Dormant oil is regularly used on apple, pear, and plum trees to aid in control of scale and aphid pests, at a rate of 2%, which means 2 gallons of horticultural oil per 100 gallons of water. This should be made as a dilute application, with plenty of water so that all bark is treated. As the word “dormant” implies, this spray should be applied before the buds swell or before new growth (green tip stage) starts in the spring. If applied after growth starts, the new tissue can be damaged by oil at this rate. Application should be done when temperatures have been above freezing (above 35 degrees F) the day before the application and when the weather forecast calls for non-freezing temperatures for at least 24 hours after application. For this area, usually late February to early March is a good target period. Oil can also be used for control of mites, but for best control of mites, it is more effective if application is delayed until late in the “delayed dormant” stage. When oil is applied at the half-inch green bud stage or no later than the tight cluster bud stage, the rate can be dropped to 1%, meaning 1 gallon of horticultural oil per 100 gallons of water. Oil at this time should still be applied in dilute form so that all of the bark surface is treated. An important note: for all fruit crops, if liquid lime-sulfur is used, it should not be sprayed with, or in close timing (~1 week) with an oil spray as tissue damage can result.

Regardless of your level of involvement with chemical application or the scale of the operation, the most important thing for you to do is to read the product label. The label is the law. More information on products and recommendations can be found in the “Midwest Fruit Pest Management Guide”.

Chemical control options are not the only disease management tool that you should use. Cultural control and sanitation around the fruit trees is also important. When referencing “cultural” controls, this refers to the management techniques that are implemented when working with a crop and the associated diseases and pests. A lot of diseases over winter on leaf litter and dropped fruit on the ground. As a disease management strategy, implementing a cultural control practice of cleaning up and disposing of leaf litter or fruit residue can reduce the amount of inoculum around the tree, in turn reducing the disease pressure from those diseases. Pruning is also an important part of winter management and likewise, as you prune, it is important to burn or dispose of the pruned branches. During winter pruning you can target diseased branches and help reduce the impact of diseases, such as fire blight or black knot, in your trees.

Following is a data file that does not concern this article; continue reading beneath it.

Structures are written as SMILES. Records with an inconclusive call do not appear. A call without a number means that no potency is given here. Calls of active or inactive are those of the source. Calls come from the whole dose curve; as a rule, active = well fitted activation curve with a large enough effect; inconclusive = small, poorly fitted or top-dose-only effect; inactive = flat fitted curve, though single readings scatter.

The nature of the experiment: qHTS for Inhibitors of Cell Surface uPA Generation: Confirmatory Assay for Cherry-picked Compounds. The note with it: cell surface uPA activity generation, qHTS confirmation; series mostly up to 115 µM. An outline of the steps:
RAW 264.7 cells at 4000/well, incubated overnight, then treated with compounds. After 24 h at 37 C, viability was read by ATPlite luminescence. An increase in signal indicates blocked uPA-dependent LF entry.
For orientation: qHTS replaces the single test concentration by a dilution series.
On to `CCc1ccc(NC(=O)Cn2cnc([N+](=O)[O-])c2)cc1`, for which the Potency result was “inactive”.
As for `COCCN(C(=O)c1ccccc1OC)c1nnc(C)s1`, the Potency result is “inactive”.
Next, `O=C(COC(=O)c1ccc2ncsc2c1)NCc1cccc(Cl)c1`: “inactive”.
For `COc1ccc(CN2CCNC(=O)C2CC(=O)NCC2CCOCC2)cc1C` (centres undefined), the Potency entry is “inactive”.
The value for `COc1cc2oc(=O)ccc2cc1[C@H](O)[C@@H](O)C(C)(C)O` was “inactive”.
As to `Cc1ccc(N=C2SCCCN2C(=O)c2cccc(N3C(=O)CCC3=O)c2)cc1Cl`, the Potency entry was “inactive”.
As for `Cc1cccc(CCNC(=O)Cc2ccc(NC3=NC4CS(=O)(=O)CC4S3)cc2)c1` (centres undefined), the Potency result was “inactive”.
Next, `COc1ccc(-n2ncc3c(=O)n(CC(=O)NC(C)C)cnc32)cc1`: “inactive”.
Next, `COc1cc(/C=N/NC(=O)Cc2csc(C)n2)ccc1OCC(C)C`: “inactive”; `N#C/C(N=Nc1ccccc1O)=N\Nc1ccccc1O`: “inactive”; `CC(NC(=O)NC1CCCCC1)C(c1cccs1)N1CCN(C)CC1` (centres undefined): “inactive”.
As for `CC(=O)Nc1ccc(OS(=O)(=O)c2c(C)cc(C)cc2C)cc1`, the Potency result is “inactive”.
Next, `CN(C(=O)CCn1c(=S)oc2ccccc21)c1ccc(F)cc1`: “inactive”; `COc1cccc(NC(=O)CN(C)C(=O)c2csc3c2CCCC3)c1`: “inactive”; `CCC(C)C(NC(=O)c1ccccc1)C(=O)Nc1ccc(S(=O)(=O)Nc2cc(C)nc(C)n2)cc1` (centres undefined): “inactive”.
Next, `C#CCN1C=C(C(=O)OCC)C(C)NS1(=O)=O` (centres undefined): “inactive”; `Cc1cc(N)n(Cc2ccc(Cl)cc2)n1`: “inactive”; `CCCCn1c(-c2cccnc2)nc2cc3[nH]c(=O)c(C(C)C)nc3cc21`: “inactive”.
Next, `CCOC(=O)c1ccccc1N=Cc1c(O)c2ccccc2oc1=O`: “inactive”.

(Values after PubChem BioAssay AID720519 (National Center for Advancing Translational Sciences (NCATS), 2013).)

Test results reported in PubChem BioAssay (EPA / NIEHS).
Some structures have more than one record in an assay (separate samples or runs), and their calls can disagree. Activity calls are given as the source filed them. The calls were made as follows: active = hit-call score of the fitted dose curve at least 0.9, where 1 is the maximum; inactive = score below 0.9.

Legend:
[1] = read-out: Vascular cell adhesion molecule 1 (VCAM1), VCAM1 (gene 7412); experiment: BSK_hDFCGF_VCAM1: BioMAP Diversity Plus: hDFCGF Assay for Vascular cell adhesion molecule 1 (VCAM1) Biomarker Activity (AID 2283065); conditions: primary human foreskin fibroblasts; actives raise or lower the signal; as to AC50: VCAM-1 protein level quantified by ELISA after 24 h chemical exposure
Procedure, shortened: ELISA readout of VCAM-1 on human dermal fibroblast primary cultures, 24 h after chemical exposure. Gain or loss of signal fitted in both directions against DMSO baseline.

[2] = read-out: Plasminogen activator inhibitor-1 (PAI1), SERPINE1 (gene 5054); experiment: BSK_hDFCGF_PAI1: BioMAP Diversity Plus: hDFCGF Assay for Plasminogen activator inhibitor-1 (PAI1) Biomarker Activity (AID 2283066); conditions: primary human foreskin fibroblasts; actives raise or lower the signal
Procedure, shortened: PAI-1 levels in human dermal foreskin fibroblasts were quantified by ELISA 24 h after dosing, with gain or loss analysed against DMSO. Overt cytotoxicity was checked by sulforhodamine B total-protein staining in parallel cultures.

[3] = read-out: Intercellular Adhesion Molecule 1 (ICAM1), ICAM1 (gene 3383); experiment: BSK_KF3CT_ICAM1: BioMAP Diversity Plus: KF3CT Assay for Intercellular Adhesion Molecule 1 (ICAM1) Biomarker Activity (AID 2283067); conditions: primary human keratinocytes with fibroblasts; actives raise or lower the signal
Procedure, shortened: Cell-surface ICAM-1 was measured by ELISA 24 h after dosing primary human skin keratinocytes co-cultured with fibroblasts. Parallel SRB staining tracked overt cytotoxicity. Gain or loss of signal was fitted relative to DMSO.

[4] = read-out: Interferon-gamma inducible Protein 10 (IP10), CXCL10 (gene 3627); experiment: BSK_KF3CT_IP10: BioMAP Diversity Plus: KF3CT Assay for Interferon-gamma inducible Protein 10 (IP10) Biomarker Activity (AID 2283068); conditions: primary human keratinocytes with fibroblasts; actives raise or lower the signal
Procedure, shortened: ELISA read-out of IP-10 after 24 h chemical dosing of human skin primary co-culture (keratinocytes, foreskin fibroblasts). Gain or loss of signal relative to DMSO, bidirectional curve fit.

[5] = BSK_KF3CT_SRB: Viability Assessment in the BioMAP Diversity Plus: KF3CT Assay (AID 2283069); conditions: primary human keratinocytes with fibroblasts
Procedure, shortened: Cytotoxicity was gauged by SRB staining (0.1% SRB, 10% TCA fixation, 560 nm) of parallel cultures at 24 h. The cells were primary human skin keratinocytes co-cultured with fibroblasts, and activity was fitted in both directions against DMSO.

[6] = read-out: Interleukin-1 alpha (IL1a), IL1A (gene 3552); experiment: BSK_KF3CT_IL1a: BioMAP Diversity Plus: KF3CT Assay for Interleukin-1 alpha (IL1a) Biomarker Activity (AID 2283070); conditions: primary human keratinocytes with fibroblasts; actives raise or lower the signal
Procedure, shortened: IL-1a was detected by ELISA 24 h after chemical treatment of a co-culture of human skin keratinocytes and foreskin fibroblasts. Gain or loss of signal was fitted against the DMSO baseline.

Another opportunity to stay busy with fruit trees is right around the corner. Now is the time to get your fruit tree orders together and be preparing to get the trees in the ground in March or April. Allowing the roots to get established in soil that isn’t frozen, while temperatures are still cool, and while the ground still has adequate moisture, will help avoid stress on the tree when the top growth is initiated by longer days and warmer temperatures.

Fruit trees typically need to be fertilized once a year in early spring before growth starts. It is very important to do a soil test to determine accurate fertilizer recommendations. Generally speaking, a common fertilizer recommended for fruit trees is one with an analysis of 12‑12‑12 or 10‑10‑10. However, fertilizers of other analyses can also be used. The rate of application needs to be adjusted based on soil test analysis and recommendations. More information on specific requirements, recommendations and guidelines can be found in the “Midwest home Fruit Production Guide” publication by The Ohio State University.

Branching off of fertilizing, competition of nutrients and moisture is one of the main reasons to control and limit the amount of vegetation under fruit trees. Reducing this vegetation also limits the favorable conditions and habitat available for diseases, insects, and rodents. Weeding is not a fun job, but nonetheless, a year-round one.

Hopefully, this is enough to keep you busy until the warm days arrive. The trees will be budding and blooming before we know it. If you are interested in purchasing any of the publications mentioned in this article, give your county OSU Extension Office a call, or visit to find a full listing of all of the OSU Extension publications.

Storage of Fall Fruit and Vegetable Crops After Harvest

As the growing season comes to a close and crops are harvested this fall, many growers may look at storing some crops to sell throughout the winter and early spring. Some commonly stored vegetables include potatoes, onions, and garlic. Most of the stored fruit crops, in terms of long-term storage, is focused on apples and pears. Proper care and storage of these products can provide additional income throughout the winter months when other crops are unable to be locally grown and sold. These storage practices may be useful for those just simply looking to store crops for home use as well.